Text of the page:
With the coming change from traditional magnetic stripe credit cards to EMV chip technology, merchants have a lot of questions about what it means for them, both functionally and financially.
Here’s everything you need to know about EMV:
What is EMV?
The acronym EMV stands for Europay, Mastercard®, and Visa®, the three developers of this technology. It is becoming the global standard for credit and debit card payments, but is just now working its way into the U.S. market. With this transition, credit cards will store and transmit transaction information via chip technology, rather than with the magnetic stripe we are all used to seeing in the United States.
What is chip technology?
EMV-enabled credit or debit cards contain a microprocessor chip that stores transaction data in real time and enables card companies to utilize dynamic authentication procedures. In other words, when you insert your EMV chip card, a unique security code is generated and provided to the merchant instead of the actual card number, as done with a magnetic strip.
How is EMV technology different from the traditional card technology?
EMV chip technology provides a higher level of fraud prevention than magnetic stripe technology because it is not transmitting the actual card number (and in the case of debit cards, your PIN) from consumer to merchant. If a hacker accesses and attempts to reuse one of the one-time-use-only “tokens” provided by an EMV chip card, it will be instantly rejected.
In addition, EMV is an interactive technology that updates the data on the chip with every transaction. Magnetic stripe technology is static and payment data does not change when you swipe it, making those types of cards easier to counterfeit.
EMV chip cards also come equipped with the ability to set a PIN for use instead of a signature, decreasing the likelihood of fraud or forgery with in-person transactions.
Why the change to EMV?
The rash of credit card breaches over the past 2 years has motivated the move toward a more secure technology. With more than 1 billion cards issued worldwide, EMV technology has been shown to reduce fraud significantly, saving credit card companies and merchants money, as well as consumers the hassle of replacement card numbers.
How do the new readers work?
The EMV card readers have a slot into which the credit card should be inserted and left for the duration of the transaction. Just swiping the card and quickly removing it will not allow the transfer of information from reader to computer chip (and back) necessary for the transaction to occur.
When do I have to be EMV compliant?
Most merchants are required to be EMV compliant by October 2015 in order to avoid the liability shift away from credit card issuers. Gas stations that employ pay-at-the-pump technology have an extension to October 2017.
What do credit card companies mean by “liability shift”?
After October 2015, any merchants that do not employ EMV technology will experience a liability shift when fraud occurs. Currently, credit card issuers maintain all the responsibility for the damages resulting from stolen credit card numbers and other types of fraud associated with hacking and counterfeit use of consumer data.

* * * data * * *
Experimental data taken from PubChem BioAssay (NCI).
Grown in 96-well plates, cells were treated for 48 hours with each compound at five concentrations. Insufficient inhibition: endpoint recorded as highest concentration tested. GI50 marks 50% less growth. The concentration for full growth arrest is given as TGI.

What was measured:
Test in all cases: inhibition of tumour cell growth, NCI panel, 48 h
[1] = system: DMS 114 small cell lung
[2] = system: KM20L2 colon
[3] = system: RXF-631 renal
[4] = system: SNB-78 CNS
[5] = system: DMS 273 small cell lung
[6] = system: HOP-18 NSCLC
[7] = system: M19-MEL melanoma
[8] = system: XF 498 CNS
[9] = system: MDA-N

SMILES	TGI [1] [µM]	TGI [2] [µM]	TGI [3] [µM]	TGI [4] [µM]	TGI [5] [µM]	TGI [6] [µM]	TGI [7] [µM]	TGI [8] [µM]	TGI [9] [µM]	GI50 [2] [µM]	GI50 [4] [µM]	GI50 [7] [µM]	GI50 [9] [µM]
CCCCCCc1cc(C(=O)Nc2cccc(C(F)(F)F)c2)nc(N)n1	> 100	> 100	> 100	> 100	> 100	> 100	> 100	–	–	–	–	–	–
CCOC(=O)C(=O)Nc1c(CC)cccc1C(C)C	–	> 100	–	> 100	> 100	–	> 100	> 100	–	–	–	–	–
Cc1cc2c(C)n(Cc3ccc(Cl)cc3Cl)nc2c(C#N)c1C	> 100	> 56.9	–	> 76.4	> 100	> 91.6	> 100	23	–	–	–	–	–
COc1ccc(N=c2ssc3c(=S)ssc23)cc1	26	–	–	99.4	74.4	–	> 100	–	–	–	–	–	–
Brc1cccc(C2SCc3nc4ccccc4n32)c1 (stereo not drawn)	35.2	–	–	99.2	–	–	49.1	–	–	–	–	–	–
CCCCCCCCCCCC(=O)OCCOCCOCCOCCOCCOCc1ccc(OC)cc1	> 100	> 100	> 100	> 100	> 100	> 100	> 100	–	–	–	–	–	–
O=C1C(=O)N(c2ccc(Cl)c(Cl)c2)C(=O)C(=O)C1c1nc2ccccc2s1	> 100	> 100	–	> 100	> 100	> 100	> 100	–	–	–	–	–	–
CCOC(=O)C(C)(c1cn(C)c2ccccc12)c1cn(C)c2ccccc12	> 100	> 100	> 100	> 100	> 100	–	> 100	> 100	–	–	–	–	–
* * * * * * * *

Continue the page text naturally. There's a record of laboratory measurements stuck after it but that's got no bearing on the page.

After October 2015, however, that responsibility will shift to the bank issuing the credit card — who may in turn pass this fee back to the merchant — if a chip card is used at a stripe-only terminal*. This can result in an extremely costly amount of liability for merchants to take on themselves if they choose not to invest in EMV card readers.
* EMV liability shift does not apply to card-not-present transactions, lost and stolen fraud, or certain card technologies such as Visa payWave. For details, contact your payment card processor or visit www.visachip.com.
Why should I invest in it now?
Consumers are already being reissued cards with EMV technology by their credit and debit card providers, and most should have their updated cards by October 2015. Once these cards become commonplace, consumer expectation for their use at your establishment will only grow. Because there will be a learning curve for both merchants and consumers, it is advisable to start introducing the technology to your establishment as soon as possible.
Will I still be able to accept traditional cards?
Currently, EMV card readers are being manufactured with magnetic stripe readers as well as chip readers, in order to accommodate consumers who may not have received their EMV-enabled credit or debit card yet.
What kind of training do I need to provide my staff?
Because EMV technology is very new for the American audience, training is key to making its implementation a success. Your employees will not only need to learn how to use the technology themselves, but they will also need to know how to instruct the uninitiated customer on how to insert the EMV chip card, how not to remove it before the transaction is complete, and why and when they should enter a PIN or provide an electronic signature.
How much does it cost?
The cost of converting to EMV technology depends on your POS and the extent of equipment you will need to upgrade or purchase outright, and can range from a few hundred dollars to several thousand.
Paying for EMV technology upgrades in the short time period required for the change is just one of the many ways merchant cash advance can come in handy. Rewards Network has a number of programs that not only get you the cash you need in short order, but can help you reap long-term top line improvement as well.